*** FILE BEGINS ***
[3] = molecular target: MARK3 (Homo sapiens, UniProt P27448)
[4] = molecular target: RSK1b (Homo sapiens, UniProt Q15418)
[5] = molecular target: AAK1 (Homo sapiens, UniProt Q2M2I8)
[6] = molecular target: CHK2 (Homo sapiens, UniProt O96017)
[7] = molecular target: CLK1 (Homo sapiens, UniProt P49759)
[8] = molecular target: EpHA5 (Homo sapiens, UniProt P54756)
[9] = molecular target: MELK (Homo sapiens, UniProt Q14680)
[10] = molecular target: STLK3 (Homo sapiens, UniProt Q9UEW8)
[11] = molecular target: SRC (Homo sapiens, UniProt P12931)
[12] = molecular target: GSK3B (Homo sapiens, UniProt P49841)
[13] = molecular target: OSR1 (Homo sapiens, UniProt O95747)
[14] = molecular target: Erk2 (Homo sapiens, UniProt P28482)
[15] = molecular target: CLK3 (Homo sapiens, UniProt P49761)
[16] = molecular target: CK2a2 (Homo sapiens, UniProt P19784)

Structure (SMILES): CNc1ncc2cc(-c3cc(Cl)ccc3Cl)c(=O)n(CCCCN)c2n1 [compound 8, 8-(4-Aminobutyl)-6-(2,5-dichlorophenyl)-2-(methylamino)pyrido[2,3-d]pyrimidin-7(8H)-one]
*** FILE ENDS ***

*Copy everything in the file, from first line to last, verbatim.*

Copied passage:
[3] = molecular target: MARK3 (Homo sapiens, UniProt P27448)
[4] = molecular target: RSK1b (Homo sapiens, UniProt Q15418)
[5] = molecular target: AAK1 (Homo sapiens, UniProt Q2M2I8)
[6] = molecular target: CHK2 (Homo sapiens, UniProt O96017)
[7] = molecular target: CLK1 (Homo sapiens, UniProt P49759)
[8] = molecular target: EpHA5 (Homo sapiens, UniProt P54756)
[9] = molecular target: MELK (Homo sapiens, UniProt Q14680)
[10] = molecular target: STLK3 (Homo sapiens, UniProt Q9UEW8)
[11] = molecular target: SRC (Homo sapiens, UniProt P12931)
[12] = molecular target: GSK3B (Homo sapiens, UniProt P49841)
[13] = molecular target: OSR1 (Homo sapiens, UniProt O95747)
[14] = molecular target: Erk2 (Homo sapiens, UniProt P28482)
[15] = molecular target: CLK3 (Homo sapiens, UniProt P49761)
[16] = molecular target: CK2a2 (Homo sapiens, UniProt P19784)

Structure (SMILES): CNc1ncc2cc(-c3cc(Cl)ccc3Cl)c(=O)n(CCCCN)c2n1 [compound 8, 8-(4-Aminobutyl)-6-(2,5-dichlorophenyl)-2-(methylamino)pyrido[2,3-d]pyrimidin-7(8H)-one]